Fibricor (fenofibric acid) tablets: 105 mg daily.

Lipofen (fenofibrate) capsules: Maximum 150 mg daily.

Fenofibrate micronized capsules: Maximum 200 mg daily.

TriCor (fenofibrate) tablets or generic equivalents: Maximum 145 mg daily.

Triglide (fenofibrate) tablets: Maximum 160 mg daily.

Trilipix (fenofibric acid) delayed-release capsules or generic equivalents: Maximum 135 mg once daily.

Special Populations

Renal Impairment

Dyslipidemias
Oral

Reduce initial dosage in patients with mild to moderate renal impairment (estimated GFR 30–59 mL/minute per 1.73 m2); increase only after effects of the drug on renal function and lipid concentrations have been evaluated. Avoid use in patients with severe renal impairment (estimated GFR <30 mL/minute per 1.73 m2).

The following dosage adjustments are recommended in patients with mild to moderate renal impairment:

Antara (fenofibrate) micronized capsules: Initially, 43 mg daily.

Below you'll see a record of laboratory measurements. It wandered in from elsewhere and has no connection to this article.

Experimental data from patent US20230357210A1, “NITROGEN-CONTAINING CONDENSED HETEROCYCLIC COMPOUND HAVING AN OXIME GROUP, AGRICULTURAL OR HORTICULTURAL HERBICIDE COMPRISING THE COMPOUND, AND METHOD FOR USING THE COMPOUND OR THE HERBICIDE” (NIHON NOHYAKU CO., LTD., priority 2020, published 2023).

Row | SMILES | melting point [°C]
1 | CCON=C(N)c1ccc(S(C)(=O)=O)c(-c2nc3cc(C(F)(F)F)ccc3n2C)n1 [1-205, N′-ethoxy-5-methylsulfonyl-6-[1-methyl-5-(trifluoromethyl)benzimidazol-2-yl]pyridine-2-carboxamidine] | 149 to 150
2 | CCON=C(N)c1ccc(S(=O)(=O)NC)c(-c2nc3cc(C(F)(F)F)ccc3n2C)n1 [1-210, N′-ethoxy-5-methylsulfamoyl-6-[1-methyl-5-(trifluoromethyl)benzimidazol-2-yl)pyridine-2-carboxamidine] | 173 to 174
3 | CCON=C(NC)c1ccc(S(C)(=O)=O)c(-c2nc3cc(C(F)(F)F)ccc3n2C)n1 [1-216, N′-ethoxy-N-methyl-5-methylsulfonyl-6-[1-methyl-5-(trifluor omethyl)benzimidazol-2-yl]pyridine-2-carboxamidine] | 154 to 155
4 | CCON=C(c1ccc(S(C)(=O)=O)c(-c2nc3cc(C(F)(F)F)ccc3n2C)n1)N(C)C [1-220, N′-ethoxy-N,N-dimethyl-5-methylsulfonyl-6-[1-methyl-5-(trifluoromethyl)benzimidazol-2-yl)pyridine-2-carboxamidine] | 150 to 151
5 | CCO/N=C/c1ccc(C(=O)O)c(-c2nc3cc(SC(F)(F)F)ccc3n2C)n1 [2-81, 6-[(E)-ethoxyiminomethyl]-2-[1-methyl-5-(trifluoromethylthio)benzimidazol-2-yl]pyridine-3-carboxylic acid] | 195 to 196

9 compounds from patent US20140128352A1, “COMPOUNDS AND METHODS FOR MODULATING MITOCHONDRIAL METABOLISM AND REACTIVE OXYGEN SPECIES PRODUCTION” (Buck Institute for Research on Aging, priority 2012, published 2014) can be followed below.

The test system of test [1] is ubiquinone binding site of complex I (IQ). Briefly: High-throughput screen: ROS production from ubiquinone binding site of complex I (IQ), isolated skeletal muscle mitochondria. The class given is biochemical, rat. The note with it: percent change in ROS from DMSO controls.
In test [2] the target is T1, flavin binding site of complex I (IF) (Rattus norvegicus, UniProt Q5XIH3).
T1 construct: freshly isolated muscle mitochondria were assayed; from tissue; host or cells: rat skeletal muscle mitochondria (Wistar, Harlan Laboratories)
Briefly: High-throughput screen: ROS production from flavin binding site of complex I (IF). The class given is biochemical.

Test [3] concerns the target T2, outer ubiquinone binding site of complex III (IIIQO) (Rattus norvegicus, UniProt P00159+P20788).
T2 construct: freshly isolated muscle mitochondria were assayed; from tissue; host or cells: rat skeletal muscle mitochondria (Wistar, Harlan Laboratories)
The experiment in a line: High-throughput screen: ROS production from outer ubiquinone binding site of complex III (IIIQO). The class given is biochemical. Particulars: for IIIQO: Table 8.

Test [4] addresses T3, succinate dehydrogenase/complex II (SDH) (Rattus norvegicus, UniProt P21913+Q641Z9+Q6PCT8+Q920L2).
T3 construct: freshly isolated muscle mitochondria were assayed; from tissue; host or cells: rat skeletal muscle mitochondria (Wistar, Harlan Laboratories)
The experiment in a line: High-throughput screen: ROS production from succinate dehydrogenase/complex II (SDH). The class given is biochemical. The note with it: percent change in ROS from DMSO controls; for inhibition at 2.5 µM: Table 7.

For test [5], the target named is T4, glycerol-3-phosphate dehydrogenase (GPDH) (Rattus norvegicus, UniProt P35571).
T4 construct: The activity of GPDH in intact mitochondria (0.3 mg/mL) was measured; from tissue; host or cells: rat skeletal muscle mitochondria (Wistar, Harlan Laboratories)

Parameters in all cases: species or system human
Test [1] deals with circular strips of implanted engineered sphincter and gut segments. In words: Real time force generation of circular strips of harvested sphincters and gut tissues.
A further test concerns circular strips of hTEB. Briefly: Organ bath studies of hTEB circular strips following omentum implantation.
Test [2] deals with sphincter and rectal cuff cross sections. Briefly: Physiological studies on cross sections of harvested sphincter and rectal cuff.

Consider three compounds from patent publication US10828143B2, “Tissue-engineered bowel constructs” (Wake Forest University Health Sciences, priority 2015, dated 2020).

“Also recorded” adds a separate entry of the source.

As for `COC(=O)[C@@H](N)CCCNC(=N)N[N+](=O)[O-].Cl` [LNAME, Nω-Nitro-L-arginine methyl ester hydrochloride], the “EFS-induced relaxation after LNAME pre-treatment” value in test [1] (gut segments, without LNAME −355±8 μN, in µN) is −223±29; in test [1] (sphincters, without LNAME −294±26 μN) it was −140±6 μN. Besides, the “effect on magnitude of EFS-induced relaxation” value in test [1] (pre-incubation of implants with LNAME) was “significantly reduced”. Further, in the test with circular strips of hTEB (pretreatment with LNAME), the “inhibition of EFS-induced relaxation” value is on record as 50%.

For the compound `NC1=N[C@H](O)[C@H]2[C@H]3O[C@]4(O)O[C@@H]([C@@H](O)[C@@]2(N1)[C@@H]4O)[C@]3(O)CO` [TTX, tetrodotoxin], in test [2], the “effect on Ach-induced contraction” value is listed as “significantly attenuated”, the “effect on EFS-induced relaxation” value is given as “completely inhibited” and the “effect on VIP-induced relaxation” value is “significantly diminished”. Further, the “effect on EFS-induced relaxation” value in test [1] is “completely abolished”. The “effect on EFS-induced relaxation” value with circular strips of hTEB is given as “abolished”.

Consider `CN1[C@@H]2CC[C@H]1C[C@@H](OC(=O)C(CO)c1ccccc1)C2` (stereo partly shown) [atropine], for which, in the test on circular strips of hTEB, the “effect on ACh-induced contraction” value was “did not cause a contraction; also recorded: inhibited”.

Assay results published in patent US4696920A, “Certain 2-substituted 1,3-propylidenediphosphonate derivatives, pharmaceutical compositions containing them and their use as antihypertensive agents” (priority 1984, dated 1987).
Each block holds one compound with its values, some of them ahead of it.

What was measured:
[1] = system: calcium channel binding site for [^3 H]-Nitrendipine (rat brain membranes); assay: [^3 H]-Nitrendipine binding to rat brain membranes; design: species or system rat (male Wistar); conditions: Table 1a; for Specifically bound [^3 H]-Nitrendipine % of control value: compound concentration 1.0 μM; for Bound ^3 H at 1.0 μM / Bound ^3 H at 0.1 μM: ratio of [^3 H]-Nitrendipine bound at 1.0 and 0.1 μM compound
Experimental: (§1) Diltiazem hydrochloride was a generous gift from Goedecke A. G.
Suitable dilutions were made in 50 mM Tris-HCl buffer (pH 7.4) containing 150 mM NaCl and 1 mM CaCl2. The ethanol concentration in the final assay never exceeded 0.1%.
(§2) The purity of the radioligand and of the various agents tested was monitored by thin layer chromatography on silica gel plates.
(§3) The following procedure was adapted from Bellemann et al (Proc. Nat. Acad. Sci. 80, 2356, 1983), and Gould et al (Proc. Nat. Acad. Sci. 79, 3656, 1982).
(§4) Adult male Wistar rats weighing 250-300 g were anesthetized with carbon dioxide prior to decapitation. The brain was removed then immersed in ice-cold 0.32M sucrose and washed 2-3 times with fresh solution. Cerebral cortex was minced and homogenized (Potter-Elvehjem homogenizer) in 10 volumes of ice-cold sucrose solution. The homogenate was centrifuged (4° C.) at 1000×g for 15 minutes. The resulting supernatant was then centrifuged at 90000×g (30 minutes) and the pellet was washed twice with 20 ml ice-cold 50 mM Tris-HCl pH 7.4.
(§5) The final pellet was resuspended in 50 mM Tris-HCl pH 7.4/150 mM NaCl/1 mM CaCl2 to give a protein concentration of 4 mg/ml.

Fenoglide (fenofibrate) tablets: Initially, 40 mg daily.

Fibricor (fenofibric acid) tablets: Initially, 35 mg daily.

Lipofen (fenofibrate) capsules: Initially, 50 mg daily.

Fenofibrate micronized capsules: Initially, 67 mg daily.

TriCor (fenofibrate) tablets or generic equivalents: Initially, 48 mg daily.

Triglide (fenofibrate) tablets: Manufacturer states to avoid use in patients with mild to moderate renal impairment.

Trilipix (fenofibric acid) delayed-release capsules: Initially, 45 mg once daily.

Geriatric Patients

Select dosage based on renal function. (See Renal Impairment under Dosage and Administration and also under Cautions.) No dosage adjustment is required in geriatric patients with normal renal function.

Cautions for Fenofibric Acid/Fenofibrate

Contraindications